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Here's Why Retailers Keep Sending You Catalogs

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Here's Why Retailers Keep Sending You Catalogs

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Here's Why Retailers Keep Sending You Catalogs

Here's Why Retailers Keep Sending You Catalogs

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The number of catalogs mailed in the U.S. peaked in 2007, according to the Direct Marketing Association. It's come down since then, but last year it reached 11.9 billion. NPR hide caption

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The number of catalogs mailed in the U.S. peaked in 2007, according to the Direct Marketing Association. It's come down since then, but last year it reached 11.9 billion.

NPR

Many things made with paper have become relics because of computers and the Internet: the Rolodex, multivolume encyclopedias, even physical maps.

Now take a look in your mailbox or somewhere around your house. There's a good chance you'll see a shopping catalog, maybe a few of them now that it's the holiday season.

"I ignore them," says Rick Narad, a professor at California State University, Chico. "I get them in the mail sometimes, and they don't make it into the house. I walk past the recycling bin, and they go right in."

So why, in the digital age, are they still around?

"Consumers really still love looking at catalogs," says Bruce Cohen, a retail private equity strategist at the management consulting firm Kurt Salmon.

The company published an article called "Is the Catalog Dead?" and the answer was a definitive no. The number of catalogs mailed in the U.S. peaked in 2007, according to the Direct Marketing Association. It's come down since then, but last year it ticked up again to a whopping 11.9 billion mailed to addresses around the U.S.

"And what's interesting about that is you even have purely online companies starting to experiment with printed catalogs," Cohen says.

So the death of print is highly exaggerated, at least when it comes to shopping.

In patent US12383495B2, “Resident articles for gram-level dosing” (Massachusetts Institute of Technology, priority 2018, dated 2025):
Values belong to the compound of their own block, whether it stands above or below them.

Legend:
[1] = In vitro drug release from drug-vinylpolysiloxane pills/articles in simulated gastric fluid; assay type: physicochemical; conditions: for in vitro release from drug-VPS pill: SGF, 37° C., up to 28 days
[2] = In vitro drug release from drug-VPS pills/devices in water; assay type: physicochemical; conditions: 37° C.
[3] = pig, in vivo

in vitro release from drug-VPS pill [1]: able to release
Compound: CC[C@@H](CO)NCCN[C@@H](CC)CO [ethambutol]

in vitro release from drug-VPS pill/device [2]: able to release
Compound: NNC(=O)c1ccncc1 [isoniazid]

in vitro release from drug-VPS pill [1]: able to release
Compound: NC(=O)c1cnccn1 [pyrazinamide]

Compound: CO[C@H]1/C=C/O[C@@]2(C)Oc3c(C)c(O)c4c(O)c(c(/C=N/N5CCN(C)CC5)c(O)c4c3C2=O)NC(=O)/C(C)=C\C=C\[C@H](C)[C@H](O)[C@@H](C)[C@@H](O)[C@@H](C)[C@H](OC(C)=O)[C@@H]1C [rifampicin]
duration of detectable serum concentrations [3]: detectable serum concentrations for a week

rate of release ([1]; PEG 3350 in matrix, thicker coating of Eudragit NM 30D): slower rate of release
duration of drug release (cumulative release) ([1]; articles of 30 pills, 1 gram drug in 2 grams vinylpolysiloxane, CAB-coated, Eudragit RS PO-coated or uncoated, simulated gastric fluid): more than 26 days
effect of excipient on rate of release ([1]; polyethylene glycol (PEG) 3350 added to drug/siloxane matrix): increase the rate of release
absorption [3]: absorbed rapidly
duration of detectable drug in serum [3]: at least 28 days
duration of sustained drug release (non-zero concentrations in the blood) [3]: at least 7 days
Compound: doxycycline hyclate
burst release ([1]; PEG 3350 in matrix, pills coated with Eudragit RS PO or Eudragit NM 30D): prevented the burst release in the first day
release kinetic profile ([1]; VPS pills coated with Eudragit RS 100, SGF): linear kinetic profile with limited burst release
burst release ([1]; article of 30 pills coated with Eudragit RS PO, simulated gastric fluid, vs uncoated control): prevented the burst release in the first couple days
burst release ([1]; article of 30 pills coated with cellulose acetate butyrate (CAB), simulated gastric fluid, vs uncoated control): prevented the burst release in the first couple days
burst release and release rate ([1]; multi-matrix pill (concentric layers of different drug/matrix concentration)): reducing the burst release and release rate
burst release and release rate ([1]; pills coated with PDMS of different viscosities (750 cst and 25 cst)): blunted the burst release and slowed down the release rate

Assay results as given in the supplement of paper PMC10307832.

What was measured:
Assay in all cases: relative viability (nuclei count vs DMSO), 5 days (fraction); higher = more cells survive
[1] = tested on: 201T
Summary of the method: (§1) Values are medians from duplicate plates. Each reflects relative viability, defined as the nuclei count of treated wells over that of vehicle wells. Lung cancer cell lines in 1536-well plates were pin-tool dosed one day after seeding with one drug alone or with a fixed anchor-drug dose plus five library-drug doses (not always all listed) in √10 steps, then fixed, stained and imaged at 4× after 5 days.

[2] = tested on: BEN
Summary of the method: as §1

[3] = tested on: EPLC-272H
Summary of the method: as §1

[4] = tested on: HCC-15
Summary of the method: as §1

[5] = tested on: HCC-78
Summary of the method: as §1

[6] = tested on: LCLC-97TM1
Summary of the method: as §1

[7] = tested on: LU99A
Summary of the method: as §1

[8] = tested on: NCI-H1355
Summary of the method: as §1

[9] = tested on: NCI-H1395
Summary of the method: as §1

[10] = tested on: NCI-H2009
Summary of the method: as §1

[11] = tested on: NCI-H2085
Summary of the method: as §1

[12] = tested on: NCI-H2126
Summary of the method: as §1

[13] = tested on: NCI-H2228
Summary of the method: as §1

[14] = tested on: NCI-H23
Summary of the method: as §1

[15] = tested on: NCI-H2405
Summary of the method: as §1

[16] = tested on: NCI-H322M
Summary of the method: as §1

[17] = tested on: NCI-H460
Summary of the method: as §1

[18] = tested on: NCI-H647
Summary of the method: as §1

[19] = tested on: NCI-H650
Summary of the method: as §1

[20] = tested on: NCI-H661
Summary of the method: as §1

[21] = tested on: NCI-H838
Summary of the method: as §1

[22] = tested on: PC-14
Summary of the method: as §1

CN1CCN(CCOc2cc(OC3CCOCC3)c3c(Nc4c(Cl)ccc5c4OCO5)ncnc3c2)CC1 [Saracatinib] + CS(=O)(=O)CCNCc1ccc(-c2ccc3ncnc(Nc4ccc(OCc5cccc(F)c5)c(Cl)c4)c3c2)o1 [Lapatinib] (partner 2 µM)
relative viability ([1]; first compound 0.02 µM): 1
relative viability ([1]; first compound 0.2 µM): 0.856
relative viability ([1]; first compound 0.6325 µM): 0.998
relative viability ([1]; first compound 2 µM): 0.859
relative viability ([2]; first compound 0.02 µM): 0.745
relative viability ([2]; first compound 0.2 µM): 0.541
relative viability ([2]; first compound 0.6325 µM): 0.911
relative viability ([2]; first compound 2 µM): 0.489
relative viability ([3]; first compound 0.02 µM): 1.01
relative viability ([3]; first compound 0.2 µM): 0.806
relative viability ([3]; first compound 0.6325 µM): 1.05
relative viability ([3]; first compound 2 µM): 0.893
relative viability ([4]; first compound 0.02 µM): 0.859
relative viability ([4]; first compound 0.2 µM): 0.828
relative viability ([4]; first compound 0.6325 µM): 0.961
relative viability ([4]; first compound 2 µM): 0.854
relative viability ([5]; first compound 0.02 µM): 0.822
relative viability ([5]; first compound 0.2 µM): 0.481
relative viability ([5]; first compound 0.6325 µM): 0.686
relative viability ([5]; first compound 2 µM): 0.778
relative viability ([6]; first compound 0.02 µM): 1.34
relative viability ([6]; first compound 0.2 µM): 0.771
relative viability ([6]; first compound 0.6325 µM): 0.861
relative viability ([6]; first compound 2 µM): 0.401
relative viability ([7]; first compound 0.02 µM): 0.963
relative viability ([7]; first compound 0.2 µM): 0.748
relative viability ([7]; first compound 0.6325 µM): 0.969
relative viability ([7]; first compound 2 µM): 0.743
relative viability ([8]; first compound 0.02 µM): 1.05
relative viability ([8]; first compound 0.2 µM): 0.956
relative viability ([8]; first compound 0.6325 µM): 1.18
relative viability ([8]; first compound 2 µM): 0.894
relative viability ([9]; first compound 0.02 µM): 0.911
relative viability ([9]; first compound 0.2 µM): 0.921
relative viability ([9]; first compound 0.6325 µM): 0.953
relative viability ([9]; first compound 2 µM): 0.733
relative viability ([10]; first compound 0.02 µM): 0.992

Mary Winter, a Binghamton, N.Y., resident who works at a Guitar Center warehouse, says she loves catalogs; she enjoys marking them up, and the tactile sensation of thumbing through them at her leisure.

"I typically go online and order them and order whatever I'm getting," she says, "or go into the store because it's a little faster, but I still get my ideas from the catalogs."

Sue Johnson, a U.S. Postal Service mail carrier in Bay City, Mich., has what you might call the 360-degree perspective. For 28 years she hauled catalogs and other mail in a satchel.

"It builds up the muscles in your arms," she says. "A lot."

Sometimes she would hand people their catalogs, and they would toss them out right in front of her. But when Johnson curls up on her couch at home, it's a different story.

"I'll sit here and read catalogs for hours and just look at stuff," she says. "Stuff I either wish I had, or maybe something will give me an idea to make something."

Maybe you're one of the catalog haters, but retailers say there are plenty of people like Winter and Johnson.

"We look at them less as tools and more as magazines for our customers," says Felix Carbullido, chief marketing officer at Williams-Sonoma. "They've become more editorial. They've become more of a sourcebook of ideas."

Those aren't just fluffy marketing words. A Williams-Sonoma analytics team crunches data to help determine who's most receptive to catalogs, their size and their content. Versions are tailored to a customer's purchasing history. Carbullido says the payoff is evident at the brick-and-mortar stores.

"Our customers come in with the catalog dogeared and refer to the catalog as 'this is the style of my home that I'm looking to achieve,' " he says.

That style you've seen portrayed in high-end catalogs is often a tableau: maybe it's a couch, a bookcase, a couple of rugs, plants, sunlight streaming into a casually elegant room. Even if you're not buying, the retailers want you to keep dreaming. And that's one reason the catalogs keep coming.

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